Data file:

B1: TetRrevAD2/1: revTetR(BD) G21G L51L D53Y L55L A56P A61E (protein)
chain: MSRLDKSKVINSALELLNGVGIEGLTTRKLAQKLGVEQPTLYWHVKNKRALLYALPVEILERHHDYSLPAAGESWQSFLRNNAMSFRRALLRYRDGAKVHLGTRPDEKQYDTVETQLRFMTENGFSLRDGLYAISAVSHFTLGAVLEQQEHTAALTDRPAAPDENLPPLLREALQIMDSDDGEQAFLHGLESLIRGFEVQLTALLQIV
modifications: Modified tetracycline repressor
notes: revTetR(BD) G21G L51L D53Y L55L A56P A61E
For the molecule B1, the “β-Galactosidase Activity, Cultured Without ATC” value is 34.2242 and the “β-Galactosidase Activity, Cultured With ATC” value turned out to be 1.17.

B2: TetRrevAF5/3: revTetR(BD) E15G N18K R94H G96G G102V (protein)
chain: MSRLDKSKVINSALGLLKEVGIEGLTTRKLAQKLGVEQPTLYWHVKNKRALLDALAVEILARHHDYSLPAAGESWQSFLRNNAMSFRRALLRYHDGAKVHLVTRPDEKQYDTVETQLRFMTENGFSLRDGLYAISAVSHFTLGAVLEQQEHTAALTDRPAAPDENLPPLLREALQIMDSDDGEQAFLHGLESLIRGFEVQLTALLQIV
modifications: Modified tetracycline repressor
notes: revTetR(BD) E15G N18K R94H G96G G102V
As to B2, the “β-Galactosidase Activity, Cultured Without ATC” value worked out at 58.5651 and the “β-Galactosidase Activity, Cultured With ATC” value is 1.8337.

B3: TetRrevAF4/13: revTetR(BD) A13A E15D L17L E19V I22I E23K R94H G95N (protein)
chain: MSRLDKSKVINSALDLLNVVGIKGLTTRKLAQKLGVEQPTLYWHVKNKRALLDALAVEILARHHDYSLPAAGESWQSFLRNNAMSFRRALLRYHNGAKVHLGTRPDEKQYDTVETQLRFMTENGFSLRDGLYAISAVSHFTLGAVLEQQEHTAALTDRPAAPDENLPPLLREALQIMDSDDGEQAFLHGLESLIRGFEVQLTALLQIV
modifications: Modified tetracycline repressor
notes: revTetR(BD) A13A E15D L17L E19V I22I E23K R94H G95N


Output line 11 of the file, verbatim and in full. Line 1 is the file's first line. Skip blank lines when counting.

B3: TetRrevAF4/13: revTetR(BD) A13A E15D L17L E19V I22I E23K R94H G95N (protein)